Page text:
They found that foot-binding endured longest in areas where it still made economic sense to produce goods like cloth at home and began to decline only when cheaper factory-made alternatives became available in these regions. Photos: Last living women with bound feet.
Last living women in China with bound feet — Jo Farrell is a Hong Kong-based photographer who focuses on female traditions that are dying out. In the past eight years, she has photographed 50 women with bound feet in rural China. Most live in an area two hours outside of Jinan, Shandong province. Here we see Zhao Hua Hong's feet. Hide Caption. They emphasize that this is the 'old China' and question who will benefit from documenting this horrible thing of the past.
They want to forget about it. But this is history. Just because we don't like it doesn't mean we shouldn't document it," says Farrell. Last living women in China with bound feet — Zhang Yun Ying was the first woman with bound feet that Jo Farrell photographed. Several of the women documented by Farrell have since passed away. Last living women with bound feet — "She took her shoes off and I held her foot in my hand and it was just so soft.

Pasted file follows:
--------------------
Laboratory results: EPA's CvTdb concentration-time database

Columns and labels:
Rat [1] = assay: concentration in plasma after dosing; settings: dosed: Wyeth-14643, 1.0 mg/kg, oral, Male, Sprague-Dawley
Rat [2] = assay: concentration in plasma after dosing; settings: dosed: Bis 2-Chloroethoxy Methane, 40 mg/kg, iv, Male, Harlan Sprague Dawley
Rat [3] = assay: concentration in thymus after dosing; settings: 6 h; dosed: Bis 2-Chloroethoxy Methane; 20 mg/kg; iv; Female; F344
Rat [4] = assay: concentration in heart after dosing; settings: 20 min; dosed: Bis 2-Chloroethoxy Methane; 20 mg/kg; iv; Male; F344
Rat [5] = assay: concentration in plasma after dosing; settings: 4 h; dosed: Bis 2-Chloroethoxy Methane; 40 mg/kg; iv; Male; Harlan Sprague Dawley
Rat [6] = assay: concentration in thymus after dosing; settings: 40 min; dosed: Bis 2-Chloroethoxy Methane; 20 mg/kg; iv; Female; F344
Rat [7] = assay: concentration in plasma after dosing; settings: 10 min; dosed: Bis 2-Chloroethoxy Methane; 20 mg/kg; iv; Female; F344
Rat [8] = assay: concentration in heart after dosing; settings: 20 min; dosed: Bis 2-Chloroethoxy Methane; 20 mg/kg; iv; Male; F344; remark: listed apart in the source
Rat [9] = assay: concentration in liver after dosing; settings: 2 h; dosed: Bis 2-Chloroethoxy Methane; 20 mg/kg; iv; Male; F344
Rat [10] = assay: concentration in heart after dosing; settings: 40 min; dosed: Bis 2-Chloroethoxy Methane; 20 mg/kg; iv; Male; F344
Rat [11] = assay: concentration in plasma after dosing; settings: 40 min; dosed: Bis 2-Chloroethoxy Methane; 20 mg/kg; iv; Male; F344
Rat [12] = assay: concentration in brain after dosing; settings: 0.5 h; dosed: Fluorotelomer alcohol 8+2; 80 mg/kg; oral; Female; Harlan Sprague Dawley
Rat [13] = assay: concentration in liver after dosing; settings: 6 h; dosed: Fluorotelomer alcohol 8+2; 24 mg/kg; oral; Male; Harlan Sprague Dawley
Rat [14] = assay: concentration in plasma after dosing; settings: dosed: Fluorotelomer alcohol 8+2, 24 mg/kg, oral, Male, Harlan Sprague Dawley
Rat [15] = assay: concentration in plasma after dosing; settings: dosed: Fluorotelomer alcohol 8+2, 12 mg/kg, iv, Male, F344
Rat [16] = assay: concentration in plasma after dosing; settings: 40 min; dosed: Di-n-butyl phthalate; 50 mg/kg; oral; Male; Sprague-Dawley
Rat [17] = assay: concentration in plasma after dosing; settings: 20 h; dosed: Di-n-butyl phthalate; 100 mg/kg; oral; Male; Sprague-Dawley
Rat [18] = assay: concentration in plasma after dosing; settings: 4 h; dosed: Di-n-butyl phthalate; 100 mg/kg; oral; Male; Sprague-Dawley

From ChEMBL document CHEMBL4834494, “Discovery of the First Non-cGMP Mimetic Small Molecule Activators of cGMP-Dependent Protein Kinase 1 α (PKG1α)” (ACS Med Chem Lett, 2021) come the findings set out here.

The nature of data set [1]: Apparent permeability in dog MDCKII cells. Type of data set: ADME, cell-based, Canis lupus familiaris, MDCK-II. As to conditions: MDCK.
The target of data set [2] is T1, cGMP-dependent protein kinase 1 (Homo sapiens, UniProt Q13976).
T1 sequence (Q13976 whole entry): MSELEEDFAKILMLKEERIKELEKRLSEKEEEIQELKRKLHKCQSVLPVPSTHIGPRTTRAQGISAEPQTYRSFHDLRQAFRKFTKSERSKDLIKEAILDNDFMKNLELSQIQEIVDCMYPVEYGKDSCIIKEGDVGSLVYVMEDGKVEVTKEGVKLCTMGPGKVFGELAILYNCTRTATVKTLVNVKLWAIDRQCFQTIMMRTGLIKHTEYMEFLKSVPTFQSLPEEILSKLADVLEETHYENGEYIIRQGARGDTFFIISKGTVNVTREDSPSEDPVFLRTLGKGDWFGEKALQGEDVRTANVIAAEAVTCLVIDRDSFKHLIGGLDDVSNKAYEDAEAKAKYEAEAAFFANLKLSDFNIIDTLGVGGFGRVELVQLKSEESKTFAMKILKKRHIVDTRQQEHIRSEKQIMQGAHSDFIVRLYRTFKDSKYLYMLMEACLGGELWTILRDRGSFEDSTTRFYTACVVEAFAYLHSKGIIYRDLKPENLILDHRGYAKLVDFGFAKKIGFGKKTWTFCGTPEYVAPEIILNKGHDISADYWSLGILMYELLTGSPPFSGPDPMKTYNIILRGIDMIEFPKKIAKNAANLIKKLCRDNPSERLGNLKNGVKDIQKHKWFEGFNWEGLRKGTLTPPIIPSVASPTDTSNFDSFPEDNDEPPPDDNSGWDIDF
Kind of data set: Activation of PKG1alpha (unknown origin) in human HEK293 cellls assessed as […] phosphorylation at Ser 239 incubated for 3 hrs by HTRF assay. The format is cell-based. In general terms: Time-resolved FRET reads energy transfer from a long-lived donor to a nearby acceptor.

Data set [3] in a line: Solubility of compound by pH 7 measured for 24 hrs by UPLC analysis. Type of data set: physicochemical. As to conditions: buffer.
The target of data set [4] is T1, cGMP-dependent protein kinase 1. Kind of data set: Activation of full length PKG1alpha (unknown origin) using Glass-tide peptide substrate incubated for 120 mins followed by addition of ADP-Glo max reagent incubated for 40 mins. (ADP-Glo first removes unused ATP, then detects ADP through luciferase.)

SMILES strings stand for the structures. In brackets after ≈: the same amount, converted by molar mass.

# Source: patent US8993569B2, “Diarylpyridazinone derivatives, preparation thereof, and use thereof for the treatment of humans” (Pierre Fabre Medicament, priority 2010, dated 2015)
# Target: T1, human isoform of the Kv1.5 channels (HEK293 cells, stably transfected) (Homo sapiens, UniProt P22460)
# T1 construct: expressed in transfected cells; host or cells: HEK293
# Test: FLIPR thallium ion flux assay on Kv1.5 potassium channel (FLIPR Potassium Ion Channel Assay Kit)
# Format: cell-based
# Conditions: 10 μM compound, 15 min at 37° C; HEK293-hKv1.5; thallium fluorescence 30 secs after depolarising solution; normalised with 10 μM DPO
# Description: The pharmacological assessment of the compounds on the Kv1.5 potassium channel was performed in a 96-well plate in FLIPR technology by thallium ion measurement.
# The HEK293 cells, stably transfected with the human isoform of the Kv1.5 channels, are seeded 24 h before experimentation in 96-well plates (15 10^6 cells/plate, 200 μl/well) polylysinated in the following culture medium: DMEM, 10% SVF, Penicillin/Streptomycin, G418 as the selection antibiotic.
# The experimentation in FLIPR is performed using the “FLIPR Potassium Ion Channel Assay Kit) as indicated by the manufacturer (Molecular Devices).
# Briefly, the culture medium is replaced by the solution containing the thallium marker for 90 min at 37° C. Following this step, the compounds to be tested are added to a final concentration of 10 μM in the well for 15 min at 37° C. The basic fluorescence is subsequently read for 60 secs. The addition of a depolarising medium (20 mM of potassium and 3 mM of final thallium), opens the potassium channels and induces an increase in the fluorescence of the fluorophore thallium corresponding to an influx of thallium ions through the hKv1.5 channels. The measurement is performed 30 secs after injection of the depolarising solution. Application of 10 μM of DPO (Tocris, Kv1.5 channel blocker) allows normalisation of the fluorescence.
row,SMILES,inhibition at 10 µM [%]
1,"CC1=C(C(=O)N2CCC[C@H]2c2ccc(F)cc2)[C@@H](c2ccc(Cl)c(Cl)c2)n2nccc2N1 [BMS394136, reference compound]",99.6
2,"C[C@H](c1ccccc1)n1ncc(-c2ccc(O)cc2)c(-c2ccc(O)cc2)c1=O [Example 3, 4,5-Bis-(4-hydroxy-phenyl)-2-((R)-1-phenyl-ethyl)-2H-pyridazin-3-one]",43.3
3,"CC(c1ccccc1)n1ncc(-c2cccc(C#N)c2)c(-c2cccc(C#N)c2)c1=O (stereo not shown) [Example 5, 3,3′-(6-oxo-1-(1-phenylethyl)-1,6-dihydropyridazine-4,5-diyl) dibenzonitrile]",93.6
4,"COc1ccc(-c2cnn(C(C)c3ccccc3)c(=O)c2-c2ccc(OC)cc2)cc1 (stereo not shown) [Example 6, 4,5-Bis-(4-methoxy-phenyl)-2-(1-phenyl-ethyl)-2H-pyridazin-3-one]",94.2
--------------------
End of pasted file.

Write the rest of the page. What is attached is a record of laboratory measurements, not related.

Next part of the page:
It just felt beautiful. She had really suffered for this. It touched me — what we as women will go through to have a better life," says Farrell about Zhang Yun Ying.
Last living women in China with bound feet — Portrait of Yang Jinge. The year-old woman told Farrell: "Bound feet was a disrespect for the body, sometimes it was too painful and I couldn't go away to another village or to school. Bound feet is blind faith -- it was believed it would help us have a better marriage but when I had my feet bound it was already such an old tradition and was not a part of modern China.
Last living women in China with bound feet — Yang Jinge's feet. A lot of the feet became disfigured and did not achieve the desired shape. Last living women in China with bound feet — Farrell says: "Most books out there cover the eroticism of bound feet or the history of it.